Linking on-farm hatching with higher welfare standards

04-09-2019 | | |
Photo: Hans Prinsen
Photo: Hans Prinsen

German broiler farmer Marco Steinz believes his decision to switch to on-farm hatching is helping him meet higher welfare criteria.

Two years ago Mr Steinz, who farms more than 200,000 broilers in Saxony with his wife Doreen, switched to on-farm hatching using the Vencomatic X-Treck system.

Stable poultry prices

Mr Steinz, who has worked in Germany for the last 2 decades started his employment as a branch manager of 2 dairy farms but always felt he would move into poultry.
“I always had a hunch that one day, I would keep chickens. Poultry prices are much more stable than dairy stock prices. And German prices are stabler than in the Netherlands, because the Dutch market responds much quicker to foreign imports.”
In the Netherlands, poultry farmers have increasingly been switching to higher welfare standards such as “Beter Leven Kip or Goed Nest Kip”, but Marco believes that in Germany, Initiative Tierwohl (ITW) is particularly significant.
ITW mainly focuses on keeping fewer animals in the stables: 35 kilos per square metre, while normally, it is 39 and even 42 in other parts of Europe.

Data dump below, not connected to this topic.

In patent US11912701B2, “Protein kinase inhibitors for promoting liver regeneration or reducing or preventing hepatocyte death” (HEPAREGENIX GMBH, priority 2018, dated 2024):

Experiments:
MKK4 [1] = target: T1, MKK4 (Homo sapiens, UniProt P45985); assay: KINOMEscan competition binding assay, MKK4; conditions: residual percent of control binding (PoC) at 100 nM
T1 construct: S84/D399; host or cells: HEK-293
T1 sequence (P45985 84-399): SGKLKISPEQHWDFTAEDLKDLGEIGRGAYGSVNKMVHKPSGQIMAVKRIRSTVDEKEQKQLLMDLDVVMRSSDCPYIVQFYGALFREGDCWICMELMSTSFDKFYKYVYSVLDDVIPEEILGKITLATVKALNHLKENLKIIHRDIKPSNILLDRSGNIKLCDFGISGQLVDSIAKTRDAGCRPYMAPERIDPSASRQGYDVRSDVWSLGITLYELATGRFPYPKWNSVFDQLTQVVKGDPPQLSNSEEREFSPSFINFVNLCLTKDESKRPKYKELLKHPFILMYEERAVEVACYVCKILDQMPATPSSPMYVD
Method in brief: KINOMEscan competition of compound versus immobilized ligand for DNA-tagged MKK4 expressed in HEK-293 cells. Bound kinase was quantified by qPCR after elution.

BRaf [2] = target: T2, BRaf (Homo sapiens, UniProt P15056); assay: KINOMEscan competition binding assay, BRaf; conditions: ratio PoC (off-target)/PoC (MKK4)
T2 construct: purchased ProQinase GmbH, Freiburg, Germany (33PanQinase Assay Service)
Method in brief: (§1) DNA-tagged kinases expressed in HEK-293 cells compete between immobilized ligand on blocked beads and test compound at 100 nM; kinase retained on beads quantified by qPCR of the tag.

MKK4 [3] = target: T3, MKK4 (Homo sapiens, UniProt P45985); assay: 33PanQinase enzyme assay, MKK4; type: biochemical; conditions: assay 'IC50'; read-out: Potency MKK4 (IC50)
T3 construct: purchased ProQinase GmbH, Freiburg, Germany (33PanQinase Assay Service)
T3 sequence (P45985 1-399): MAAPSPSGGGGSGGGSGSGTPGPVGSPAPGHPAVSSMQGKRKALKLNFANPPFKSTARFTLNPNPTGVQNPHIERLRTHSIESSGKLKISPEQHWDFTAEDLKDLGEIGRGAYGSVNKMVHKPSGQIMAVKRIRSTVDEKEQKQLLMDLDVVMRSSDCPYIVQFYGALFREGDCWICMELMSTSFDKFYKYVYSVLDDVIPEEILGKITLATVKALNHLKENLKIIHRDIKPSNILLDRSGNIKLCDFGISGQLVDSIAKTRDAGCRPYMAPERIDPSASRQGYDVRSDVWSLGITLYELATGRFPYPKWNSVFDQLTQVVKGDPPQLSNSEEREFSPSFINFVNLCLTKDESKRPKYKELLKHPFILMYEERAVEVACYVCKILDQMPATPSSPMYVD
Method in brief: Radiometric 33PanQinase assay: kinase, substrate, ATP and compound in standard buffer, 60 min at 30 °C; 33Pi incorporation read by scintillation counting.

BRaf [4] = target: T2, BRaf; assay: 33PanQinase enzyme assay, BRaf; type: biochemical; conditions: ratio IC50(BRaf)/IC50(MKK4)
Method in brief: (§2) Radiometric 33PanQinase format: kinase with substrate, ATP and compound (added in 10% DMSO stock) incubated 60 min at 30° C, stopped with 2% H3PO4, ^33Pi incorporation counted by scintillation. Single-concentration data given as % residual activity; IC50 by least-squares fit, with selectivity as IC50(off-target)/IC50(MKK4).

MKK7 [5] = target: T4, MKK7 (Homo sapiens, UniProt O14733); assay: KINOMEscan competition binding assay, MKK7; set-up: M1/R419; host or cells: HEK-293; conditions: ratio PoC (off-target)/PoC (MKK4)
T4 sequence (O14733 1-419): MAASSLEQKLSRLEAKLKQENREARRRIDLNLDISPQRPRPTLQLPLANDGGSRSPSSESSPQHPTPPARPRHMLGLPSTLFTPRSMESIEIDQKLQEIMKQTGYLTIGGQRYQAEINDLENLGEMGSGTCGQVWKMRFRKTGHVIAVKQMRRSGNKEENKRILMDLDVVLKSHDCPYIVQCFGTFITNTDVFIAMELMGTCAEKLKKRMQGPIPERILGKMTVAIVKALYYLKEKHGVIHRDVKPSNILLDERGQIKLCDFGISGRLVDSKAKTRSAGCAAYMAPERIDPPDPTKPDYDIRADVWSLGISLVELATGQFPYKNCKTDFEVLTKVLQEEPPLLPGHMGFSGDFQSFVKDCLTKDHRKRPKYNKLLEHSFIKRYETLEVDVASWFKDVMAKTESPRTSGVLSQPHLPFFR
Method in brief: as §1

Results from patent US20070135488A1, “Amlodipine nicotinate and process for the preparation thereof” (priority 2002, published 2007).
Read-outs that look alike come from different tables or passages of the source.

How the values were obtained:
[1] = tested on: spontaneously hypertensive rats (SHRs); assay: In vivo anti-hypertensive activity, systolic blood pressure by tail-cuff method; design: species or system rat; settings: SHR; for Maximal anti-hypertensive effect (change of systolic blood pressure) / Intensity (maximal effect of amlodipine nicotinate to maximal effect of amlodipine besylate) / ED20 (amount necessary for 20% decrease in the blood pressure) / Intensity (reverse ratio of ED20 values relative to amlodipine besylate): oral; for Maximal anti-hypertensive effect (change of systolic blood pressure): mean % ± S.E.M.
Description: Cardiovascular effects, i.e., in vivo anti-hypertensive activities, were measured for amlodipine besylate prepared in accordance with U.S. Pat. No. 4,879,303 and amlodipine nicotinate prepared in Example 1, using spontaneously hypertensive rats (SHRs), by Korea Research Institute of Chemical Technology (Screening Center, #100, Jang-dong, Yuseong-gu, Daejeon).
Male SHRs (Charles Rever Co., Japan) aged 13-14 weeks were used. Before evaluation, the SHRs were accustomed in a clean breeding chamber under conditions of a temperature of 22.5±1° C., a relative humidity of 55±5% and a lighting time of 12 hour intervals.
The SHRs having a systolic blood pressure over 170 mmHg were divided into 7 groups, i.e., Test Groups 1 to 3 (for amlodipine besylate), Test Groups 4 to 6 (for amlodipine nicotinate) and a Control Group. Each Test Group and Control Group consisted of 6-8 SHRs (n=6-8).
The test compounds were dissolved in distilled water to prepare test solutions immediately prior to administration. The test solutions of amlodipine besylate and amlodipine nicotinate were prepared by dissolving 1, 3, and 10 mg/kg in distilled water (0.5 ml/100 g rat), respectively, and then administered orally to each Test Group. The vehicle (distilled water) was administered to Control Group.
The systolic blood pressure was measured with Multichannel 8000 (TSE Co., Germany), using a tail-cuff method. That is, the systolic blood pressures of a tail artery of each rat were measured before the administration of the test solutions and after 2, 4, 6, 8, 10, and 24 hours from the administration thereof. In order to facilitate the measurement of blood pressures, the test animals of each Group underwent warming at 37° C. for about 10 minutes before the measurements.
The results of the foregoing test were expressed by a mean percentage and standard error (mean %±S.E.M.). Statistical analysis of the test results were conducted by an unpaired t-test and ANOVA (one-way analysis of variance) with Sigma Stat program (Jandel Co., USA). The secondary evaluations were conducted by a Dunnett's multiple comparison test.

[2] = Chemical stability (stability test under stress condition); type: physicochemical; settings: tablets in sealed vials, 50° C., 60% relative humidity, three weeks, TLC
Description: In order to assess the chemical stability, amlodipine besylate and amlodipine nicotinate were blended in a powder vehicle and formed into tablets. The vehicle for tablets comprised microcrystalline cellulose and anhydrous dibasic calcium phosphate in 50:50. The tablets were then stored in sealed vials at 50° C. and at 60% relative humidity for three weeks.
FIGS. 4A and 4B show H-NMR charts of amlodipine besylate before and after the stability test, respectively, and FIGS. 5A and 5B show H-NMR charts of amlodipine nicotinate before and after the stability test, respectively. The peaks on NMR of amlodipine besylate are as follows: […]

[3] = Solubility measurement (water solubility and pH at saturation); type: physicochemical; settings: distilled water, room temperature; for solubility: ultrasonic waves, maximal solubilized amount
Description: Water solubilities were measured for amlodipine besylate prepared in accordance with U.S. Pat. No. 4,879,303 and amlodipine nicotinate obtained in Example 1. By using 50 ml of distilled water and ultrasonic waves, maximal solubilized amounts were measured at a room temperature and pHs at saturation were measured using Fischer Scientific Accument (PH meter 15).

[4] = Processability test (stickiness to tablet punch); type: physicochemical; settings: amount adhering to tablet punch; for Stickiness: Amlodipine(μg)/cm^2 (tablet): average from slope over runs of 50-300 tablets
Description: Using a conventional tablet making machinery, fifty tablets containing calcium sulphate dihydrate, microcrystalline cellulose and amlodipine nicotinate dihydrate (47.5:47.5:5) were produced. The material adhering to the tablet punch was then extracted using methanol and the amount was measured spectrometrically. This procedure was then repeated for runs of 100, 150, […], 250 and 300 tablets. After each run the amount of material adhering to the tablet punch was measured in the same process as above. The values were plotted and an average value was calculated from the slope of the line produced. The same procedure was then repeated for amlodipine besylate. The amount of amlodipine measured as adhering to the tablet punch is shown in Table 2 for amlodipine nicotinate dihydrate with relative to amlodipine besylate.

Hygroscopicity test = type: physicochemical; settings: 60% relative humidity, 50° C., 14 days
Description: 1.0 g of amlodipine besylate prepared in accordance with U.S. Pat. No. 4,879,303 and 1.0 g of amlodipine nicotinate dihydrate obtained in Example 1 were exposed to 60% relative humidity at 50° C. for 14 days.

“In total, we have divided 208,000 licensed stable units across our 5 stables. Participating in ITW means we have to keep 21,000 fewer animals in our stables but ITW broilers do pay a bit better.”
ITW aims at a higher level of animal welfare, and Mr Steinz believes it fits nicely with on-farm hatching: “You’re no longer transporting recently hatched chicks, and that’s the biggest gain for Tierwohl. A stress-free start for the chicks is better for the animals and for me.
“It mean that ultimately, these chicks are stronger and hardly suffer from enterococcus. I hope the entire poultry sector will switch to on-farm hatching. As a sector, we can only survive if we take animal welfare into account and make sure the animals are healthy. But it also means the prices we get for our products have to be right.”


Mr Steinz believe the X-Treck is ideal for a business of his size because it sits at working height, meaning there are no racks on the floor and no looking for unhatched eggs on the stable floor.
He said the decision to switch was a big one but once the decision was taken all five stables were fitted and finished within three weeks, meaning the first eggs were able to arrive in January 2018.
Before the eggs hatched, Mr Steinz paid close attention to the ventilation, ensuring there was not too much wind blowing over the eggs and some adjustments were made.
There has been considerable interest among his colleagues in Saxony, and Mr Steinz and Vencomatic have held open days. Latest figures show that an average of 98% of eggs now hatch, which is “a good result,” according to the farmer.

Tony Mcdougal Freelance Journalist